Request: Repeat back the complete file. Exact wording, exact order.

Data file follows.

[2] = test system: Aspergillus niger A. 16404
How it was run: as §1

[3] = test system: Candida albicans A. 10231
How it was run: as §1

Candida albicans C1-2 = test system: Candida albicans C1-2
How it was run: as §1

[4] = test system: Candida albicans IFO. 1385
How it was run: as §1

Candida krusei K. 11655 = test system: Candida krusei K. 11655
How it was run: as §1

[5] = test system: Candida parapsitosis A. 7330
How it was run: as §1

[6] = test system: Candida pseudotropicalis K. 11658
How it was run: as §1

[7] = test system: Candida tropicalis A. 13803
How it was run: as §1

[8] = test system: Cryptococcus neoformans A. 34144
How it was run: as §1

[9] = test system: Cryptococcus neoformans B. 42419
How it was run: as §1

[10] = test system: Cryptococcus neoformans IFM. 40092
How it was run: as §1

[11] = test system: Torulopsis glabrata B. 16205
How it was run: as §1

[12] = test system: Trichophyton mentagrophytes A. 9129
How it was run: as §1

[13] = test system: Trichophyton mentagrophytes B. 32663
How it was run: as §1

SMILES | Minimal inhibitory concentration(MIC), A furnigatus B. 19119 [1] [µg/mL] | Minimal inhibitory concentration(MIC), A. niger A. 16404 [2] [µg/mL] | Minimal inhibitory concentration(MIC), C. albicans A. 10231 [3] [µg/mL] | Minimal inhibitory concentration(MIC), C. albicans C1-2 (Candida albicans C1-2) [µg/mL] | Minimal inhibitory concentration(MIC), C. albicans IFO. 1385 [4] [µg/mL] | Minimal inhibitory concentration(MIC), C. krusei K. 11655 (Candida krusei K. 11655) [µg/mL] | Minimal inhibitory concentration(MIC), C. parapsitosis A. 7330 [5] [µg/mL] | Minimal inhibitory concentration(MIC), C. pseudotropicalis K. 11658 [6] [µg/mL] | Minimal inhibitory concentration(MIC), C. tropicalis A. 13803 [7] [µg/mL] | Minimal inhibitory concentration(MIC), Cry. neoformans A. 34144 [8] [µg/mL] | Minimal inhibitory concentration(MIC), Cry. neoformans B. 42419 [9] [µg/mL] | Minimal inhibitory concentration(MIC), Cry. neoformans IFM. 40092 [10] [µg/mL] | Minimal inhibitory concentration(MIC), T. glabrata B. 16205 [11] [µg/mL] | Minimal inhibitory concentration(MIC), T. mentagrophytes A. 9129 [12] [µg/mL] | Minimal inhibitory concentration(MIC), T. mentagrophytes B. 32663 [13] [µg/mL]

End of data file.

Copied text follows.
[2] = test system: Aspergillus niger A. 16404
How it was run: as §1

[3] = test system: Candida albicans A. 10231
How it was run: as §1

Candida albicans C1-2 = test system: Candida albicans C1-2
How it was run: as §1

[4] = test system: Candida albicans IFO. 1385
How it was run: as §1

Candida krusei K. 11655 = test system: Candida krusei K. 11655
How it was run: as §1

[5] = test system: Candida parapsitosis A. 7330
How it was run: as §1

[6] = test system: Candida pseudotropicalis K. 11658
How it was run: as §1

[7] = test system: Candida tropicalis A. 13803
How it was run: as §1

[8] = test system: Cryptococcus neoformans A. 34144
How it was run: as §1

[9] = test system: Cryptococcus neoformans B. 42419
How it was run: as §1

[10] = test system: Cryptococcus neoformans IFM. 40092
How it was run: as §1

[11] = test system: Torulopsis glabrata B. 16205
How it was run: as §1

[12] = test system: Trichophyton mentagrophytes A. 9129
How it was run: as §1

[13] = test system: Trichophyton mentagrophytes B. 32663
How it was run: as §1

SMILES | Minimal inhibitory concentration(MIC), A furnigatus B. 19119 [1] [µg/mL] | Minimal inhibitory concentration(MIC), A. niger A. 16404 [2] [µg/mL] | Minimal inhibitory concentration(MIC), C. albicans A. 10231 [3] [µg/mL] | Minimal inhibitory concentration(MIC), C. albicans C1-2 (Candida albicans C1-2) [µg/mL] | Minimal inhibitory concentration(MIC), C. albicans IFO. 1385 [4] [µg/mL] | Minimal inhibitory concentration(MIC), C. krusei K. 11655 (Candida krusei K. 11655) [µg/mL] | Minimal inhibitory concentration(MIC), C. parapsitosis A. 7330 [5] [µg/mL] | Minimal inhibitory concentration(MIC), C. pseudotropicalis K. 11658 [6] [µg/mL] | Minimal inhibitory concentration(MIC), C. tropicalis A. 13803 [7] [µg/mL] | Minimal inhibitory concentration(MIC), Cry. neoformans A. 34144 [8] [µg/mL] | Minimal inhibitory concentration(MIC), Cry. neoformans B. 42419 [9] [µg/mL] | Minimal inhibitory concentration(MIC), Cry. neoformans IFM. 40092 [10] [µg/mL] | Minimal inhibitory concentration(MIC), T. glabrata B. 16205 [11] [µg/mL] | Minimal inhibitory concentration(MIC), T. mentagrophytes A. 9129 [12] [µg/mL] | Minimal inhibitory concentration(MIC), T. mentagrophytes B. 32663 [13] [µg/mL]